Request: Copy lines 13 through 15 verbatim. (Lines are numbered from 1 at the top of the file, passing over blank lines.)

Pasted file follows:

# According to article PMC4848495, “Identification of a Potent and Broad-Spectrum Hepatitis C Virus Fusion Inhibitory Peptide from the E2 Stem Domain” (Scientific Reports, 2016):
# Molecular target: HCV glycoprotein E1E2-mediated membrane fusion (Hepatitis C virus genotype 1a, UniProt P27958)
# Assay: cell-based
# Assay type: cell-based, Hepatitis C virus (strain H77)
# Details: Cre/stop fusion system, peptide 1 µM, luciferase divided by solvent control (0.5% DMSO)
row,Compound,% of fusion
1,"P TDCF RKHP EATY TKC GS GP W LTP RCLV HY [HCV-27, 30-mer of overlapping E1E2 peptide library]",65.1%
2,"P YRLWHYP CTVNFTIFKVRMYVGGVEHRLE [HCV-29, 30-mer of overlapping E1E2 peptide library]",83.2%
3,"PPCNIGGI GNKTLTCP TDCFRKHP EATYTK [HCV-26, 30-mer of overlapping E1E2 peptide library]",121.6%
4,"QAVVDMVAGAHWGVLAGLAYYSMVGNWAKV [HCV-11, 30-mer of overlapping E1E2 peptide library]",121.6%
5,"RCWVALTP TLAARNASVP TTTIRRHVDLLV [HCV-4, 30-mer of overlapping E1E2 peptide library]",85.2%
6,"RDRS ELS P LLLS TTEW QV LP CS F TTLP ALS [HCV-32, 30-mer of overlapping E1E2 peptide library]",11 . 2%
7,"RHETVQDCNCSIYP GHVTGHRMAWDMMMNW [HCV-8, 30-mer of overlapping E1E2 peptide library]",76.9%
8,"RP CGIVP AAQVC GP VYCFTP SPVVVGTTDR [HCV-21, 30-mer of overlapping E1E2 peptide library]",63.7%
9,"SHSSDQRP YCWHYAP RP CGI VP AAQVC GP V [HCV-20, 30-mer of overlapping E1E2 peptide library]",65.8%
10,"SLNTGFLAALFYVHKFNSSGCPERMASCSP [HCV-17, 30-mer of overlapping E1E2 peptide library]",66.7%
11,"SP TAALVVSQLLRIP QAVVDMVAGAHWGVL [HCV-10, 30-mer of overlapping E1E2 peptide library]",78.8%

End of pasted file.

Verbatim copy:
7,"RHETVQDCNCSIYP GHVTGHRMAWDMMMNW [HCV-8, 30-mer of overlapping E1E2 peptide library]",76.9%
8,"RP CGIVP AAQVC GP VYCFTP SPVVVGTTDR [HCV-21, 30-mer of overlapping E1E2 peptide library]",63.7%
9,"SHSSDQRP YCWHYAP RP CGI VP AAQVC GP V [HCV-20, 30-mer of overlapping E1E2 peptide library]",65.8%